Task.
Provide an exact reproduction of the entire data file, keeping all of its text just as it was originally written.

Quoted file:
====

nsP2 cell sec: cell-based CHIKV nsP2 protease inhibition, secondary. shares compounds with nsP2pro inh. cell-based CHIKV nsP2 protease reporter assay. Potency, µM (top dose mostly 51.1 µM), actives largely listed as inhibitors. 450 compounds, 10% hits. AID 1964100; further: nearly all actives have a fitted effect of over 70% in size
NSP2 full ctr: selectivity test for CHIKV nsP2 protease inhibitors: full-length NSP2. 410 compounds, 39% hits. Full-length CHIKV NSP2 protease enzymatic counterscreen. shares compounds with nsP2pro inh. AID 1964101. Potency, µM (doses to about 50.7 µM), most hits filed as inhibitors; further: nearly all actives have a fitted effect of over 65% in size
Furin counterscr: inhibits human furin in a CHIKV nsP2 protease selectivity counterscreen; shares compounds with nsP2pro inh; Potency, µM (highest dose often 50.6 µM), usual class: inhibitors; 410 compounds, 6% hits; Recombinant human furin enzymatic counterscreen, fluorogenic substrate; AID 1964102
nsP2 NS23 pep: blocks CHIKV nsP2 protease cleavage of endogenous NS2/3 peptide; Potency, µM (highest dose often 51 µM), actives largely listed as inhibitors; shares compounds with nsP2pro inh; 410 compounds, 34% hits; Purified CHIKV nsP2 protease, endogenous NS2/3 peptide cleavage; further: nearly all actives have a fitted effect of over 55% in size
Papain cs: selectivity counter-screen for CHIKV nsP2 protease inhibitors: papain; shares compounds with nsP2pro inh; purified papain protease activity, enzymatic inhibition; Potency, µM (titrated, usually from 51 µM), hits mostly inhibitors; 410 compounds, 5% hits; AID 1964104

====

nsP2 cell sec: cell-based CHIKV nsP2 protease inhibition, secondary. shares compounds with nsP2pro inh. cell-based CHIKV nsP2 protease reporter assay. Potency, µM (top dose mostly 51.1 µM), actives largely listed as inhibitors. 450 compounds, 10% hits. AID 1964100; further: nearly all actives have a fitted effect of over 70% in size
NSP2 full ctr: selectivity test for CHIKV nsP2 protease inhibitors: full-length NSP2. 410 compounds, 39% hits. Full-length CHIKV NSP2 protease enzymatic counterscreen. shares compounds with nsP2pro inh. AID 1964101. Potency, µM (doses to about 50.7 µM), most hits filed as inhibitors; further: nearly all actives have a fitted effect of over 65% in size
Furin counterscr: inhibits human furin in a CHIKV nsP2 protease selectivity counterscreen; shares compounds with nsP2pro inh; Potency, µM (highest dose often 50.6 µM), usual class: inhibitors; 410 compounds, 6% hits; Recombinant human furin enzymatic counterscreen, fluorogenic substrate; AID 1964102
nsP2 NS23 pep: blocks CHIKV nsP2 protease cleavage of endogenous NS2/3 peptide; Potency, µM (highest dose often 51 µM), actives largely listed as inhibitors; shares compounds with nsP2pro inh; 410 compounds, 34% hits; Purified CHIKV nsP2 protease, endogenous NS2/3 peptide cleavage; further: nearly all actives have a fitted effect of over 55% in size
Papain cs: selectivity counter-screen for CHIKV nsP2 protease inhibitors: papain; shares compounds with nsP2pro inh; purified papain protease activity, enzymatic inhibition; Potency, µM (titrated, usually from 51 µM), hits mostly inhibitors; 410 compounds, 5% hits; AID 1964104